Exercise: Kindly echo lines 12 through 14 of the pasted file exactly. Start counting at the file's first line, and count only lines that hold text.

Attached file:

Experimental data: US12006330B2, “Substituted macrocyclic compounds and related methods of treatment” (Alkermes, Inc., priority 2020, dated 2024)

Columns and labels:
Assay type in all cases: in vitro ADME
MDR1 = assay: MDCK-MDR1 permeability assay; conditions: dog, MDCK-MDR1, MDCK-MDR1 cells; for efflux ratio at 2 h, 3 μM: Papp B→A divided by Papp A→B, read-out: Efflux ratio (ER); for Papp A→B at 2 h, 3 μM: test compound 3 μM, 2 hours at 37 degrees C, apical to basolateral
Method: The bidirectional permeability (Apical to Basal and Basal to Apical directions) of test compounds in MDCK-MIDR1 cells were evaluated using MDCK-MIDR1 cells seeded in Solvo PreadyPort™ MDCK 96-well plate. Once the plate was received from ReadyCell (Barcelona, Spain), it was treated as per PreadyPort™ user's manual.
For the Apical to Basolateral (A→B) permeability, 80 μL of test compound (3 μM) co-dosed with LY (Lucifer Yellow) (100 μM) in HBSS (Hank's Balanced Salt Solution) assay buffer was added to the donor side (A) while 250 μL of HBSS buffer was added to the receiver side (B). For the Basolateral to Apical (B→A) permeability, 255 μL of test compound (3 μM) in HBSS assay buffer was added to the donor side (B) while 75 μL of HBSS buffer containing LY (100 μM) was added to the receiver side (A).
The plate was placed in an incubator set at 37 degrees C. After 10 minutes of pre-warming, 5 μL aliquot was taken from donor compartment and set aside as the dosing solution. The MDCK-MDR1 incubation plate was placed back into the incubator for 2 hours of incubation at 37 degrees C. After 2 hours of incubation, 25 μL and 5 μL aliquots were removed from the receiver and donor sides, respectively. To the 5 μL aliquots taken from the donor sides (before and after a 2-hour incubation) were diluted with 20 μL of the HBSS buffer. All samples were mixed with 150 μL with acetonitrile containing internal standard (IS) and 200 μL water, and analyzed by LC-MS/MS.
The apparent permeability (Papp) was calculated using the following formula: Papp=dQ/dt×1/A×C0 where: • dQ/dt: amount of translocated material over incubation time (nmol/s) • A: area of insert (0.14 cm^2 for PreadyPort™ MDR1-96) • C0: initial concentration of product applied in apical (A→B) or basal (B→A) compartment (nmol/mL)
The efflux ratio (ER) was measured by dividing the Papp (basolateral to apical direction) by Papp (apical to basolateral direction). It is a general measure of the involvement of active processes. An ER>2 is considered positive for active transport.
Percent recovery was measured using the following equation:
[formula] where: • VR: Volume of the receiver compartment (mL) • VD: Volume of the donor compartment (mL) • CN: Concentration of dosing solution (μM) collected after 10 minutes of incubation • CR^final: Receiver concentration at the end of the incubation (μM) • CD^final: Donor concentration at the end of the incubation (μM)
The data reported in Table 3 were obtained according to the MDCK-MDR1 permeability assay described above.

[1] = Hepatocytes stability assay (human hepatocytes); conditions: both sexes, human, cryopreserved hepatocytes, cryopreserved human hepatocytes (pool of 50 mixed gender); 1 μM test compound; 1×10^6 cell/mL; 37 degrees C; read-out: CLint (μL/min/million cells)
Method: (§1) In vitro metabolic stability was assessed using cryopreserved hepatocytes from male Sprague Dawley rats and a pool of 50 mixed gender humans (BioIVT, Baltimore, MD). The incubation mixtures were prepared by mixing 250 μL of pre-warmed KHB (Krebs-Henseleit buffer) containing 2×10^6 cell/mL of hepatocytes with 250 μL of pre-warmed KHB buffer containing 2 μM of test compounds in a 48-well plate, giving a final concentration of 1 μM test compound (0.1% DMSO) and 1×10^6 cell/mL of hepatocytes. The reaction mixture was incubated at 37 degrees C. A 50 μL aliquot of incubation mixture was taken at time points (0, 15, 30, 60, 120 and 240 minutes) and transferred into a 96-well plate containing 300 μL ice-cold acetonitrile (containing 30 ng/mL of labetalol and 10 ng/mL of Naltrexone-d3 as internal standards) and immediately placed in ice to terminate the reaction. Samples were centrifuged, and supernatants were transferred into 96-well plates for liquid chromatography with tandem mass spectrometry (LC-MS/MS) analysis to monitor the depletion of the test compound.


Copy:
The data reported in Table 3 were obtained according to the MDCK-MDR1 permeability assay described above.

[1] = Hepatocytes stability assay (human hepatocytes); conditions: both sexes, human, cryopreserved hepatocytes, cryopreserved human hepatocytes (pool of 50 mixed gender); 1 μM test compound; 1×10^6 cell/mL; 37 degrees C; read-out: CLint (μL/min/million cells)
Method: (§1) In vitro metabolic stability was assessed using cryopreserved hepatocytes from male Sprague Dawley rats and a pool of 50 mixed gender humans (BioIVT, Baltimore, MD). The incubation mixtures were prepared by mixing 250 μL of pre-warmed KHB (Krebs-Henseleit buffer) containing 2×10^6 cell/mL of hepatocytes with 250 μL of pre-warmed KHB buffer containing 2 μM of test compounds in a 48-well plate, giving a final concentration of 1 μM test compound (0.1% DMSO) and 1×10^6 cell/mL of hepatocytes. The reaction mixture was incubated at 37 degrees C. A 50 μL aliquot of incubation mixture was taken at time points (0, 15, 30, 60, 120 and 240 minutes) and transferred into a 96-well plate containing 300 μL ice-cold acetonitrile (containing 30 ng/mL of labetalol and 10 ng/mL of Naltrexone-d3 as internal standards) and immediately placed in ice to terminate the reaction. Samples were centrifuged, and supernatants were transferred into 96-well plates for liquid chromatography with tandem mass spectrometry (LC-MS/MS) analysis to monitor the depletion of the test compound.